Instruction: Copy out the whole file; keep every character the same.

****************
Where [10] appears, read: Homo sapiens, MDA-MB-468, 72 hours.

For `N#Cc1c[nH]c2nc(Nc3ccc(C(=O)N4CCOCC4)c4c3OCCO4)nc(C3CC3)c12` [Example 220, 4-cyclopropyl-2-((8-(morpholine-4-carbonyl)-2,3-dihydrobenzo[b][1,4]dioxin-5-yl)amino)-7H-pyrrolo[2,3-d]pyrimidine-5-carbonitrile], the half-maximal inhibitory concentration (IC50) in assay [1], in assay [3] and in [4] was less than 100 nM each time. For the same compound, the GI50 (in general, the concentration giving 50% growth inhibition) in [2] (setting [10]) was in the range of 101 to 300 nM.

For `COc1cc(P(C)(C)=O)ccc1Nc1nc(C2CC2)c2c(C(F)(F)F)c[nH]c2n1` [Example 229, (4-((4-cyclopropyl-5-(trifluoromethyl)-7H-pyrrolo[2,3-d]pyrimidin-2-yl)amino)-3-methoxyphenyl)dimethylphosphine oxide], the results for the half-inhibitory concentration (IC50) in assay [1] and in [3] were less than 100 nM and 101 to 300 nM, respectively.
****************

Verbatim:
Where [10] appears, read: Homo sapiens, MDA-MB-468, 72 hours.

For `N#Cc1c[nH]c2nc(Nc3ccc(C(=O)N4CCOCC4)c4c3OCCO4)nc(C3CC3)c12` [Example 220, 4-cyclopropyl-2-((8-(morpholine-4-carbonyl)-2,3-dihydrobenzo[b][1,4]dioxin-5-yl)amino)-7H-pyrrolo[2,3-d]pyrimidine-5-carbonitrile], the half-maximal inhibitory concentration (IC50) in assay [1], in assay [3] and in [4] was less than 100 nM each time. For the same compound, the GI50 (in general, the concentration giving 50% growth inhibition) in [2] (setting [10]) was in the range of 101 to 300 nM.

For `COc1cc(P(C)(C)=O)ccc1Nc1nc(C2CC2)c2c(C(F)(F)F)c[nH]c2n1` [Example 229, (4-((4-cyclopropyl-5-(trifluoromethyl)-7H-pyrrolo[2,3-d]pyrimidin-2-yl)amino)-3-methoxyphenyl)dimethylphosphine oxide], the results for the half-inhibitory concentration (IC50) in assay [1] and in [3] were less than 100 nM and 101 to 300 nM, respectively.